As a lawyer, teacher, and director for the past 14 years of Harvard Law School’s First-Year Legal Research and Writing Program, Susannah Barton Tobin ’04 sees a lot of legal writing, some good, some less good. But she doesn’t entirely agree with the framing of a recent article in The Economist titled, “Why legal writing is so awful,” discussing a study published in the Proceedings of the National Academy of Sciences in which the authors blamed the continuing use of “arcane” and “archaic” legal lingo, in part, on what they perceived as lawyers’ tendency to imitate their predecessors’ poor prose.
Armed with two degrees in classics, a J.D. from Harvard Law, and years of writing and teaching experience, Tobin recently spoke to Harvard Law Today about the study and offered a few tips for new law students, long-time legal practitioners, and aspiring writers of all stripes. Above all, she says, before you open your laptop or pick up your pen, know your audience and what you are trying to achieve.
Harvard Law Today: Is legal writing as bad as The Economist and the study argue, or does it get a bad rap?
Susannah Barton Tobin: Legal writing has had a bad rap for as long as I can remember being involved in it, as a reader, as a student, and as a practitioner. But as a teacher, I think legal writing is writing. There’s good writing, and there’s bad writing, and there’s middling writing. And what we’re trying to do when we teach students how to write is to help them communicate as effectively as possible with the audience they’re trying to reach and with the particular purpose they have in mind.
I agree with the hypothesis that there’s path dependency bound up in legal writing, and particularly in the United States, where our common law tradition makes us want to stick with what has worked. But a simpler reason why some legal writing is bad is the same reason why some non-legal writing is bad: Writing well takes a lot of time and patience, particularly when you’re trying to explain complicated ideas, which lawyers almost always are trying to do.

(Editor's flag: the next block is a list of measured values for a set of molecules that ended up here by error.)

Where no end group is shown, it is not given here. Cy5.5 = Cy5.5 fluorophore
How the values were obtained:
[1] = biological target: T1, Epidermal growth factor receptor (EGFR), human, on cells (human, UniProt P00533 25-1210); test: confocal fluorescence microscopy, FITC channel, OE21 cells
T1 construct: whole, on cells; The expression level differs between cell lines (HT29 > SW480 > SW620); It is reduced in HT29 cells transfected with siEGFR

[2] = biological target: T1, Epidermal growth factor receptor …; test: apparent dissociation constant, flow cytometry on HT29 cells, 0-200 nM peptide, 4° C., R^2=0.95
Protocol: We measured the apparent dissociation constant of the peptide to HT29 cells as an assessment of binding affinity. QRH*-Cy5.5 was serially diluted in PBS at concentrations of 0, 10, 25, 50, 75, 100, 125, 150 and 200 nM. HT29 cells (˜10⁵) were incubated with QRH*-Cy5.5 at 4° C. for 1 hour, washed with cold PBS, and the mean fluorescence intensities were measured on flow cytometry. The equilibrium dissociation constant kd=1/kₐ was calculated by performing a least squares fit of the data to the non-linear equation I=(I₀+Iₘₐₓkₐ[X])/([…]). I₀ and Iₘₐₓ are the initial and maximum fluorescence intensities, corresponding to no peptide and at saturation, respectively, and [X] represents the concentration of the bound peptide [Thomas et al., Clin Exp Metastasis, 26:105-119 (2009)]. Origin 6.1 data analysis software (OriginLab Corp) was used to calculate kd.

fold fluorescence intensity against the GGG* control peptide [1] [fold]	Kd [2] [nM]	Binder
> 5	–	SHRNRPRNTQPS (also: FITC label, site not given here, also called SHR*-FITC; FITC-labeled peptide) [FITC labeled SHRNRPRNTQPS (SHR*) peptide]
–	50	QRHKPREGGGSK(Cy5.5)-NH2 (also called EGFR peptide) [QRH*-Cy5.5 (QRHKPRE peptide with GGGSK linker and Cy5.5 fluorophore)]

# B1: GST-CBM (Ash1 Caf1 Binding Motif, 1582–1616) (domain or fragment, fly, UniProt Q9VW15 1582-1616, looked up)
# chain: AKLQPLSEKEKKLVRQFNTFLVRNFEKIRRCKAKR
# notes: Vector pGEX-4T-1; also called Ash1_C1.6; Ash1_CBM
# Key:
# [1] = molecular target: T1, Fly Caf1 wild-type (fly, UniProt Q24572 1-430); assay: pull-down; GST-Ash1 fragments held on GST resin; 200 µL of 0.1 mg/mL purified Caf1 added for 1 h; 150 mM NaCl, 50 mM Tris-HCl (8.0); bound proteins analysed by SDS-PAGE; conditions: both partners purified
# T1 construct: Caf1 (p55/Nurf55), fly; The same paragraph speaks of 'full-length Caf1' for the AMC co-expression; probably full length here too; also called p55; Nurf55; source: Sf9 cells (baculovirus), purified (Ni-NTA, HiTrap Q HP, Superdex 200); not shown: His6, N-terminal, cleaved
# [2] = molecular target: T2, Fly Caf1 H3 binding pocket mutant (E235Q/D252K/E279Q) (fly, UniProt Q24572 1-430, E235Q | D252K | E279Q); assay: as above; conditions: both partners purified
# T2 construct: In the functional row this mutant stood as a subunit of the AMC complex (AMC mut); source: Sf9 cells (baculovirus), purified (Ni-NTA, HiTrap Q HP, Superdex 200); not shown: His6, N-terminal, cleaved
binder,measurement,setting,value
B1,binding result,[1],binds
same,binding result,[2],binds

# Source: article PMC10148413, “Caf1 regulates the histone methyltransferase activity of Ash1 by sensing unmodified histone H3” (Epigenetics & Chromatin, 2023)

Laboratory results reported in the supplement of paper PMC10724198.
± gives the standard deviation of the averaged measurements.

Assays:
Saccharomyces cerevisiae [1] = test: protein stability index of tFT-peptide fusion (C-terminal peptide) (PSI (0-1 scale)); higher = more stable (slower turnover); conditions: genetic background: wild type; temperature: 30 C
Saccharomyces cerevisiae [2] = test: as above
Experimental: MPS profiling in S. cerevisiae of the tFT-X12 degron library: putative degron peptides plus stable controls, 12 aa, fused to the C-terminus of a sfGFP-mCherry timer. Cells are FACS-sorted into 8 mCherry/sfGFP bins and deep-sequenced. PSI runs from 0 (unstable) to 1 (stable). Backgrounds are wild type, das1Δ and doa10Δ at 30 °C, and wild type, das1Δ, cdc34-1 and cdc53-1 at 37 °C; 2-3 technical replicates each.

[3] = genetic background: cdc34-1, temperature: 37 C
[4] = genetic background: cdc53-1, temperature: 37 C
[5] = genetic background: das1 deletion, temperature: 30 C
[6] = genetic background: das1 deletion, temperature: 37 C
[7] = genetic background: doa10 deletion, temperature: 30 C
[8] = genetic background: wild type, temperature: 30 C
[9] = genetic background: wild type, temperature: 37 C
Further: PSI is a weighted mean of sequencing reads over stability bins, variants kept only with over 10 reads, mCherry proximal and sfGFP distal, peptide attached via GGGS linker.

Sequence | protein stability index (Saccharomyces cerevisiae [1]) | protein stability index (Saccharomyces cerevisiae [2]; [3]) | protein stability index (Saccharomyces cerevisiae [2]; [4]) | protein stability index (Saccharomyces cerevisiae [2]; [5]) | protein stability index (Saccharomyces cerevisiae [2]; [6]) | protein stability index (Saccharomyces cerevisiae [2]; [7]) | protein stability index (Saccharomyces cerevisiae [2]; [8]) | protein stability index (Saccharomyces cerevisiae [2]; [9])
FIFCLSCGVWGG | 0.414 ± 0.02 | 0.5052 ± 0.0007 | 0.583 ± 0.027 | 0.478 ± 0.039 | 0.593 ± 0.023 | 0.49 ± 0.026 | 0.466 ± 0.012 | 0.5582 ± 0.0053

HLT: Does it matter if legal writing is good writing?
Tobin: I teach legal writing, so of course I think it matters. It is advantageous for students and young attorneys to be known as good legal writers. Being able to explain what the law says and how it works in a clear and honest way is an essential skill to being a good lawyer and a good citizen in the democracy. From a professional perspective, you advance further, faster if you’re known to be a reliably strong legal writer.
HLT: Where do you see bad legal writing the most?
Tobin: The two categories the study emphasized were contracts and statutory language. And it makes sense why those would be where you would start. They’re both notably long and complicated. A lot of cooks are involved, particularly with legislation, where you have lawmakers and lobbyists and all kinds of feedback and last-minute changes. There’s a great quote from [former U.S. Senator from Wisconsin] Russ Feingold ’79, after he was the only senator to vote against the Patriot Act. When they asked him why he had voted no, he said “Because I read it.” That was a particularly political point. But it speaks to the fact that nobody’s able to sit down and read these legislative documents start to finish. Is Congress trying to create something that people are going to read and be able to understand? I’m not sure that’s really what is happening anymore with legislation. So, is that a feature or a bug? It may be a feature for the people trying to pass the law, but it’s a huge bug for people who are trying to figure out what’s going on.
HLT: Where do you see the best legal writing?